Treatment of Charlotte presented its own unique challenges, as it took place entirely by telemedicine with the exception of the in-person termination visit. In the initial intake session, Charlotte was introduced to the Prolonged Exposure Therapy model of treatment of PTSD (Foa et al., 2019) to address her symptoms via in-vivo and imaginal exposure. Charlotte was able to identify areas where she would engage in phobic avoidance, and she was able to notice that she was particularly triggered by news coverage. In-vivo exposure required some creativity as Charlotte’s medical history made her a particularly high-risk patient for re-infection and complications, so she would attend grocery stores during off-peak hours, practice going to smaller stores at strip malls with outdoor spaces and would wear a clear face shield in addition to a face mask during her outings. Imaginal exposure was facilitated with the use of various television medical dramas to imitate the sounds of the ICU in addition to reviewing her ICU experiences. Charlotte was also able to create a calming ritual, where she would meditate upon the words “calm” and “safe” as she donned and doffed her PPE prior to her shopping trips and medical appointments. Over the course of 10 sessions, Charlotte’s scores on the PHQ-9 and the GAD-7 decreased, and her primary care physician reduced her dose of antidepressant medication in response to a marked reduction in her symptoms.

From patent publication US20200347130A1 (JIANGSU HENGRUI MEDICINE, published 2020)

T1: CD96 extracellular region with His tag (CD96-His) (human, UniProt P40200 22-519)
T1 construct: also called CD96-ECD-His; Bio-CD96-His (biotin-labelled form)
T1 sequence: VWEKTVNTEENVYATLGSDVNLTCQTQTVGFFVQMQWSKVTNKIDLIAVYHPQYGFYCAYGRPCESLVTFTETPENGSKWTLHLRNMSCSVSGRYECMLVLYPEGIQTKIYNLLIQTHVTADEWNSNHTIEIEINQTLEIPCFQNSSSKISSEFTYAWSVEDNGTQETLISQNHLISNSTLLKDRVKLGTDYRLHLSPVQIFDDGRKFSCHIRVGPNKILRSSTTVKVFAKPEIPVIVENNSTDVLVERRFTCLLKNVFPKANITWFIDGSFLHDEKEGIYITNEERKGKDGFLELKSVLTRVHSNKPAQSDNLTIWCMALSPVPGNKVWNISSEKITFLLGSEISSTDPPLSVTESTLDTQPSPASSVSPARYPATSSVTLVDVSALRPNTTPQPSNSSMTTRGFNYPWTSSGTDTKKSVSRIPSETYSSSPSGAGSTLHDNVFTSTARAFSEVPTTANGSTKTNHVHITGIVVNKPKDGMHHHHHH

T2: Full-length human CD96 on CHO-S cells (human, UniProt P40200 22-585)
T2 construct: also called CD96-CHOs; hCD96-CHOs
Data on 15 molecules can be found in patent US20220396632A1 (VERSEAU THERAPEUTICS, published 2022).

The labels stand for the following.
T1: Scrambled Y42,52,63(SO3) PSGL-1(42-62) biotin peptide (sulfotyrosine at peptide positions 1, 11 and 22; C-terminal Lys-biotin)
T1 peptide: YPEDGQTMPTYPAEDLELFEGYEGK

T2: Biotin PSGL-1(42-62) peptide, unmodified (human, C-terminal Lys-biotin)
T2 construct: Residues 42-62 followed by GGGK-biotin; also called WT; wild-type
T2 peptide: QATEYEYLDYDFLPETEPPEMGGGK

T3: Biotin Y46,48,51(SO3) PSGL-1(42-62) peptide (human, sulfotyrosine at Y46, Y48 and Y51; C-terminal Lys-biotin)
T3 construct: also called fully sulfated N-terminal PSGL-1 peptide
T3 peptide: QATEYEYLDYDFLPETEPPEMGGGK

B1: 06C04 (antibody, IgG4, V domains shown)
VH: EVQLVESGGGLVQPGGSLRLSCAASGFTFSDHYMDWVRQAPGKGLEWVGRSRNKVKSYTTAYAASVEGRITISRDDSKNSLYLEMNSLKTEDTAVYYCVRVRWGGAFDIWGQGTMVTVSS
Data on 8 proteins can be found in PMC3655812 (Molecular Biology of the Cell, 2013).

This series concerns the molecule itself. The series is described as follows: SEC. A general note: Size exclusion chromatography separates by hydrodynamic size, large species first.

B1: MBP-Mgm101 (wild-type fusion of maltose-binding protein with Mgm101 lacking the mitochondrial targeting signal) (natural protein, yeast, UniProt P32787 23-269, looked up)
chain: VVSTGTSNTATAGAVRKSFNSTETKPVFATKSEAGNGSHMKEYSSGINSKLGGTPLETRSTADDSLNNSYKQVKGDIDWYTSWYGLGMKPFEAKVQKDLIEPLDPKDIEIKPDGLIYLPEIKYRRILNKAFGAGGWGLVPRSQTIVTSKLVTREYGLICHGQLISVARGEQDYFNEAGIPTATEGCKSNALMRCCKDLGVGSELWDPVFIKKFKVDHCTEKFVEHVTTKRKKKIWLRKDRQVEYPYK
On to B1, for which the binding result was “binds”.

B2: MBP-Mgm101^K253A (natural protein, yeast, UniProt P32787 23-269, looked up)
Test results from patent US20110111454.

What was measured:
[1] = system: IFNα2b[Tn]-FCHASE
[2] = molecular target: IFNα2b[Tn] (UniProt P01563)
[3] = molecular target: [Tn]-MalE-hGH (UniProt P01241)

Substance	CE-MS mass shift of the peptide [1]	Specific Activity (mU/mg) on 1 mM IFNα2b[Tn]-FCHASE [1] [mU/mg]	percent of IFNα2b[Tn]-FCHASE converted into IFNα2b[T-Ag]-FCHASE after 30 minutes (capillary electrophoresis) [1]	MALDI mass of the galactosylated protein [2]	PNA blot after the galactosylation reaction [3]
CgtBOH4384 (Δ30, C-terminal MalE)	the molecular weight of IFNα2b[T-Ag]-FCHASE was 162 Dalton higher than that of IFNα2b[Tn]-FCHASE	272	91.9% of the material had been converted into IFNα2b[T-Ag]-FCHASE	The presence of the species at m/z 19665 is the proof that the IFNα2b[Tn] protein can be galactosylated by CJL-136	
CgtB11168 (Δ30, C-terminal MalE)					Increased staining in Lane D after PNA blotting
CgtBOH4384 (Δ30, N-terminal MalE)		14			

Working with David included using a mindfulness-based approach to reduce his symptoms. Like 78% of Americans, David was overwhelmed with pandemic stress in 2020 (APA, 2020), with the pandemic exacerbating his symptoms of burnout such as depersonalization, emotional exhaustion, cognitive fatigue, disengagement and anxiety (Hurst et al., 2022). David also struggled with moral distress, worrying about infecting his young family and about not being able to do enough to help his patients. A recent study suggested that moral distress experienced by many frontline healthcare workers would exacerbate burnout symptoms and imperil psychological functioning (Norman et al., 2021). David found relaxation training and meditation, as well as grounding techniques helpful. He was also engaged in cognitive restructuring around his self-defeating negative thoughts and engaged in behavioral activation strategies that helped him focus on meaningful time spent with his family and physical exercise to help with self-care.
As the world emerges from the pandemic, and emerging research points to the impact of Long COVID-19 on mental health, psychologists are uniquely positioned to deliver efficacious short-term trauma-informed interventions, particularly in medical settings, where high acuity is prevalent. Behavioral health integration, where multiple systems can work together across multiple disciplines and organizations, can be an avenue of delivering necessary care, as society positions itself to cope with the aftermath of the global pandemic.